EPA Science Inventory

    Changes in the ozone layer over the past three decades have resulted in increases in solar UV-B radiation (280-315 nm) that reach the surface of aquatic environments. These changes have been accompanied by unprecedented changes in temperature and precipitation patterns around the...

  8. CARE 3 User's Workshop

    NASA Technical Reports Server (NTRS)

    1988-01-01

    A user's workshop for CARE 3, a reliability assessment tool designed and developed especially for the evaluation of high reliability fault tolerant digital systems, was held at NASA Langley Research Center on October 6 to 7, 1987. The main purpose of the workshop was to assess the evolutionary status of CARE 3. The activities of the workshop are documented and papers are included by user's of CARE 3 and NASA. Features and limitations of CARE 3 and comparisons to other tools are presented. The conclusions to a workshop questionaire are also discussed.

  9. Thermal Barrier Coating Workshop

    NASA Technical Reports Server (NTRS)

    Brindley, W. J. (Compiler); Lee, W. Y. (Compiler); Goedjen, J. G. (Compiler); Dapkunas, S. J. (Compiler)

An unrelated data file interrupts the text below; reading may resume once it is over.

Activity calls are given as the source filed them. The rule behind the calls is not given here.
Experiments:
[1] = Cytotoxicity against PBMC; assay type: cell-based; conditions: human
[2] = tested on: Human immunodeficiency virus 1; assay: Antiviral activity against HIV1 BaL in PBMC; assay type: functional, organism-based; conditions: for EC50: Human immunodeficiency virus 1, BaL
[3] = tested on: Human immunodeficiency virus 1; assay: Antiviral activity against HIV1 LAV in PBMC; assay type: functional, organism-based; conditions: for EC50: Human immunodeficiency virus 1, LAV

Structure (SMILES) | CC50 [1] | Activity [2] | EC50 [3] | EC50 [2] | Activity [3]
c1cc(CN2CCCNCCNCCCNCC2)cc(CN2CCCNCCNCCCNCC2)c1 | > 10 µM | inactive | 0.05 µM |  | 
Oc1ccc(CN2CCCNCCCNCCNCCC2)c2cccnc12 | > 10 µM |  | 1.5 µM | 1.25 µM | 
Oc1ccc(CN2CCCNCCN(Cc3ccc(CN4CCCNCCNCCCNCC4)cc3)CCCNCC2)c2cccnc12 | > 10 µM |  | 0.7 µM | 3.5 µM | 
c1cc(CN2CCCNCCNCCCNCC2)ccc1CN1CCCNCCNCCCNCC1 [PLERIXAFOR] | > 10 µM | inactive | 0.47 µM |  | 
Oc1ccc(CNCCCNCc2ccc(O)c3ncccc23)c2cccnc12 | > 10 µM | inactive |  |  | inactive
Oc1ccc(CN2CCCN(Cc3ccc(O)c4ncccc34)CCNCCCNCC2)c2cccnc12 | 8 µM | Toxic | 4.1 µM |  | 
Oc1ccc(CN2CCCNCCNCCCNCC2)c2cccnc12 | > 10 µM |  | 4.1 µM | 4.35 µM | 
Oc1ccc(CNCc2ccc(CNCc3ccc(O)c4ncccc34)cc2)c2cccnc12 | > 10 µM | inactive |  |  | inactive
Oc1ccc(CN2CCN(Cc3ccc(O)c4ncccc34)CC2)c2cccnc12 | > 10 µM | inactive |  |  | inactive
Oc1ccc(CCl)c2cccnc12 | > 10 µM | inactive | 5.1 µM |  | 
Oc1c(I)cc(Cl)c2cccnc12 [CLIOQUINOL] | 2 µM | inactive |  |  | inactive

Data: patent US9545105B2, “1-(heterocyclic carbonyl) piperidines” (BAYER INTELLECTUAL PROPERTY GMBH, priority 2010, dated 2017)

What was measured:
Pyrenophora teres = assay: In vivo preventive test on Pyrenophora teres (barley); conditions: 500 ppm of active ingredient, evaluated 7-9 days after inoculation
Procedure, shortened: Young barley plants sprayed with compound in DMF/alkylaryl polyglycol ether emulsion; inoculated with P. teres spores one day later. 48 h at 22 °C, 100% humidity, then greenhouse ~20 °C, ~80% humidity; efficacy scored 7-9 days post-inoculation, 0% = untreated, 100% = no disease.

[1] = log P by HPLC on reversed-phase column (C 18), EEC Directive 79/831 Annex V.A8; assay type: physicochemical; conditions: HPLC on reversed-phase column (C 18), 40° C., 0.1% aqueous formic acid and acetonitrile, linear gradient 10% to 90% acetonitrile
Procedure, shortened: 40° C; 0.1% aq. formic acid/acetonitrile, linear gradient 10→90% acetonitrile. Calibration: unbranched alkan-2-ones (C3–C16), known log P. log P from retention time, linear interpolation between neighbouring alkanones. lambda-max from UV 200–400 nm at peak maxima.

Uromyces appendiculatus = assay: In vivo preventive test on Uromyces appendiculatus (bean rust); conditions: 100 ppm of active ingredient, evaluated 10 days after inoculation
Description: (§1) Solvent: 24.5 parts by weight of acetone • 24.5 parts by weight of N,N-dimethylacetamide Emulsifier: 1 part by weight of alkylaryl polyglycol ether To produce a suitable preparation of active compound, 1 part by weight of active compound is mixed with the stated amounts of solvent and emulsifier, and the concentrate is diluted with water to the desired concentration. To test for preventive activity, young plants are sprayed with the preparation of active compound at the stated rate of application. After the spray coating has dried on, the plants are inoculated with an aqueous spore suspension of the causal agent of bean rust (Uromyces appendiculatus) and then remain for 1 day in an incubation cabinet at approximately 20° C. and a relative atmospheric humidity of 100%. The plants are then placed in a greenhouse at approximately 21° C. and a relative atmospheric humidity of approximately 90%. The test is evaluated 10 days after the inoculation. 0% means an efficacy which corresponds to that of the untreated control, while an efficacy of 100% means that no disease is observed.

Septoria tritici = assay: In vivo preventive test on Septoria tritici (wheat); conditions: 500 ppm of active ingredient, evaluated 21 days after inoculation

1995-01-01

    This document contains the agenda and presentation abstracts for the Thermal Barrier Coating Workshop, sponsored by NASA, DOE, and NIST. The workshop covered thermal barrier coating (TBC) issues related to applications, processing, properties, and modeling. The intent of the workshop was to highlight the state of knowledge on TBC's and to identify critical gaps in knowledge that may hinder TBC use in advanced applications. The workshop goals were achieved through presentations by 22 speakers representing industry, academia, and government as well as through extensive discussion periods.

  10. Spatial and Temporal Variability of Groundwater Recharge in Changing Semiarid Dune Environments

    NASA Astrophysics Data System (ADS)